Three types of transference
Introjective transference (C0 longings). The client seeks to enter a symbiosis (Schiff et al.,1975) with the therapist to meet development needs (C0). “Introjection is both a defence and a normal development process; a defence because it diminishes separation anxiety, a developmental process because it renders the subject increasingly autonomous.” (Rycroft 1995, p.87)
- Mirror transference. The therapist is experienced as the client’s grandiose self (C0 and P0) because the client seeks prolonged self-involvement with the therapist’s subjectivity as best being irrelevant or as worst an intrusive intervention to be heard without interruption. The other type is when the therapist is perceived as separate, and the client seeks constant approval and admiration. The client needs to be mirrored for something he/she recognises as authentic so he/she feels seen, met and understood.
- Idealising transference. This allows the client to occupy a state of illusion and therefore start to access a more functional reality. The therapist must let go of this idealising position when the client is ready; otherwise, the client is indefinitely infantilised and never learns to deal with the empowering experience of handling betrayal and disillusionment, leading to maturity.
- Twinship –a need for fellow feeling and a sense we are like others. “The child wants to do what mummy does”. He/she wants to participate in the big world, feel validated, and experience a sense of belonging and connectedness to develop their creative side. The transference relationship may repeat the frustrating and disappointing elements of the original caretaking relationship, with the therapist having to be experienced as someone new.
Projective transference (P1+/P1-). Defensive Transference. This is how the client keeps a cohesive sense of self while projecting the repressed internal conflicts onto the therapist.
The infant splits between “good” and “bad” in a mistuned environment. Splitting of both ego and object tends to be linked with denial and projection, the trio constituting a schizoid defence by which parts of the self (and internal objects) are disowned and attributed to objects in the environment. (Rycroft,1973)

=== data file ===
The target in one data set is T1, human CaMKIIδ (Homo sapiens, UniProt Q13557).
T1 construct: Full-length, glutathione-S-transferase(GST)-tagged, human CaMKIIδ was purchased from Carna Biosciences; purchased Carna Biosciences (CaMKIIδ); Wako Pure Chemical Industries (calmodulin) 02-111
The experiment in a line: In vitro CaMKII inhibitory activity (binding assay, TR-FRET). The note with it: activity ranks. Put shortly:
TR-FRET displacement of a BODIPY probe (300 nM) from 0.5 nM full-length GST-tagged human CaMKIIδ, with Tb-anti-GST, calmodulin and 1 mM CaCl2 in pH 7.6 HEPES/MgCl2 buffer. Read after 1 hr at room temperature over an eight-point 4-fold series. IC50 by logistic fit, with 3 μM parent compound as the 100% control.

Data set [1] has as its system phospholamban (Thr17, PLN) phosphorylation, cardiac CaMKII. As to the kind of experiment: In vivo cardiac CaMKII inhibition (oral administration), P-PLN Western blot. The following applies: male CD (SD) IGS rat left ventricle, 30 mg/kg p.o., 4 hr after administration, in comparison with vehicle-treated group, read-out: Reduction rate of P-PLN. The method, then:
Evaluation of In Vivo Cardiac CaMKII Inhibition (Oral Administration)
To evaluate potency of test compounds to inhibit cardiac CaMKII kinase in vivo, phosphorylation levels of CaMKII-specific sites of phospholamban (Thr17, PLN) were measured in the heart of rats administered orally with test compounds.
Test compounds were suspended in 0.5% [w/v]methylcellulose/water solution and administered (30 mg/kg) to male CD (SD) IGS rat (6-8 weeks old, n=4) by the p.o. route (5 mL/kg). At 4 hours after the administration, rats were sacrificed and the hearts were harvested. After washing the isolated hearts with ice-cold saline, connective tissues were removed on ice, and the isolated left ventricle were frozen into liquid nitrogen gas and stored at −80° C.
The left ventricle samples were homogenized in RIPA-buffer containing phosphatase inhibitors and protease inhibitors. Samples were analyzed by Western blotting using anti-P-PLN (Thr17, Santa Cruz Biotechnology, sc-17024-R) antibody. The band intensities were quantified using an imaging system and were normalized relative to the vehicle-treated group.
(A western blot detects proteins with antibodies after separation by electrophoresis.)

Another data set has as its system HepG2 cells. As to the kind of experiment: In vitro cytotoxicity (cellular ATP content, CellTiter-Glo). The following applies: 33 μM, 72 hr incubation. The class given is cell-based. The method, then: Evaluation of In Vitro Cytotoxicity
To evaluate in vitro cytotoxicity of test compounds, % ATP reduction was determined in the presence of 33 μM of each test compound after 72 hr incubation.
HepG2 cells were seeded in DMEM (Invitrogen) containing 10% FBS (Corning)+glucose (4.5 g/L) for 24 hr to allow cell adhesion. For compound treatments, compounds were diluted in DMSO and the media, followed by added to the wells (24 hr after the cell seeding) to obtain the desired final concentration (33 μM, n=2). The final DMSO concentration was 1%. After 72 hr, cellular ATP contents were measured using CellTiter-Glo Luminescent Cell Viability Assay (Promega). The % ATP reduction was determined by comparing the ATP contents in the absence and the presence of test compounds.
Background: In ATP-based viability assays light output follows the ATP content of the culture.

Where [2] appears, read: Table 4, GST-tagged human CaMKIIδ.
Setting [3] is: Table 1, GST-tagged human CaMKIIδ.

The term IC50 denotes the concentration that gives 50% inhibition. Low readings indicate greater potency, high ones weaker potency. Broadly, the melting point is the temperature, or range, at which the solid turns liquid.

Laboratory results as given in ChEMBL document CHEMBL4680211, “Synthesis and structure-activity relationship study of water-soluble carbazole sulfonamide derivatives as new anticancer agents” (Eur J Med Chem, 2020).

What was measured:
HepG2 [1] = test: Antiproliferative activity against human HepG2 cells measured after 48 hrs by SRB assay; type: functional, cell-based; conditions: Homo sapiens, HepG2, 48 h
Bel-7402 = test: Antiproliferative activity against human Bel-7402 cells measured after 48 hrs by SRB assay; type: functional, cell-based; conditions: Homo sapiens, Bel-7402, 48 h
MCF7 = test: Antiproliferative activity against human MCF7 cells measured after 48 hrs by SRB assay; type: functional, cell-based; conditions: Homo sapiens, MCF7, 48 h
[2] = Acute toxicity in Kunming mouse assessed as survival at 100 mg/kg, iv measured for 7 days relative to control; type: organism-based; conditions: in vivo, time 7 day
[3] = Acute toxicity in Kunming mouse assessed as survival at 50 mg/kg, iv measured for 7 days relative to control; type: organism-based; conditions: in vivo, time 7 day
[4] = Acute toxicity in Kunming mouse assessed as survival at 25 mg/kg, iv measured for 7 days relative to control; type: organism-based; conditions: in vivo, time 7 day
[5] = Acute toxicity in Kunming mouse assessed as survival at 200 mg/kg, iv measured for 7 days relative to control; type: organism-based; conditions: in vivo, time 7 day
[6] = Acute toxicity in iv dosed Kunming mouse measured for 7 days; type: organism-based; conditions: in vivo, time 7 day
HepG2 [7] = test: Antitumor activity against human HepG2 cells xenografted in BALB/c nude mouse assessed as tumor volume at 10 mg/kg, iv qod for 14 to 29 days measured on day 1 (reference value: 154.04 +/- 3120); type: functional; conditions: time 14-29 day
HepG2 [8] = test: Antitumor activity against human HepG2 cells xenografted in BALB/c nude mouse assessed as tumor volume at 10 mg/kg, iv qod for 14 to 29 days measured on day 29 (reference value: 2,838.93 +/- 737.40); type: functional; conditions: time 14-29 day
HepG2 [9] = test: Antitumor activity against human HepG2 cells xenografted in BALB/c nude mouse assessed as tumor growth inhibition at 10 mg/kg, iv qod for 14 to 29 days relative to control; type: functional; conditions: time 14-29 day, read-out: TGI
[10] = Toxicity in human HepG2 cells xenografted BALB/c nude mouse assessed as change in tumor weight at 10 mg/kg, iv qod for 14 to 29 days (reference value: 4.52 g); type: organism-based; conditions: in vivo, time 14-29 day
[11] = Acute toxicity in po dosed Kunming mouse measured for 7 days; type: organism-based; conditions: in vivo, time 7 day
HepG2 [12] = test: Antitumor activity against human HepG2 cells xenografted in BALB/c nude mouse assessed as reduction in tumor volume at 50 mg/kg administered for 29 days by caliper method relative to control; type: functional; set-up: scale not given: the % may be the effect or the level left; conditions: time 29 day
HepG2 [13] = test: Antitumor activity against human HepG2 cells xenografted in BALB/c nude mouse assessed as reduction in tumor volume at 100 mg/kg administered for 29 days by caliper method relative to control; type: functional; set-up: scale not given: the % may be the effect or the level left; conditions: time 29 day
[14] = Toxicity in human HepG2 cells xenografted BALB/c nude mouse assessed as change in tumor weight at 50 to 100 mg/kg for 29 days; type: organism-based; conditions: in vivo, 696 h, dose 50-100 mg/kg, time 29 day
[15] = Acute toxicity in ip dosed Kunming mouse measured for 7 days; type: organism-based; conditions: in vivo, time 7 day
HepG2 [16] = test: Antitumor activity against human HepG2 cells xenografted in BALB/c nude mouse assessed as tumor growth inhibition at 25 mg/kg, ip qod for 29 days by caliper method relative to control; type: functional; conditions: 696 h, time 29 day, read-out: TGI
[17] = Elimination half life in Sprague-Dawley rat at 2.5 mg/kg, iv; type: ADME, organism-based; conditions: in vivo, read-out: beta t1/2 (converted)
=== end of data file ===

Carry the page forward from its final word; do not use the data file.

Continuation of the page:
“Countertransference refers to the totality of the therapist’s reactions” (Steiner, 1993, p.140)
Transformational transference (C1) projective identification. The client induces a state into the other that corresponds to a state that he/she cannot experience for themselves. The therapist is required to transform and experience by making the feeling containable and meaningful.
“Projective identification – The concept that addresses how feeling states correspond to the unconscious fantasies of one person (the projector) are engendered in and processed by another person (the recipient), that is, how one person makes use of another person to experience and contain an aspect of himself.” (Ogden, 1992, p.1)
In the countertransference, the therapist identifies with the Parent or the Child within the relational unit. The client’s ego states manifest in the therapeutic dyad instead of remaining an intrapsychic phenomenon. Concordant identification involves the therapist identifying with the Child’s ego state and complementary with the Parent’s ego state. This is the client’s attempt to communicate a previous experience unconsciously.
Bollas (1987) suggests that the therapist tries to understand the client by looking for the patient within himself/herself. Loyalty to a “bad object” may be experienced as resistance to “good work” in therapy. “However, the client is remaining loyal out of fear that there is little or no internal good object with which to replace the bad object.” (Seinfeld, 1996, p.123)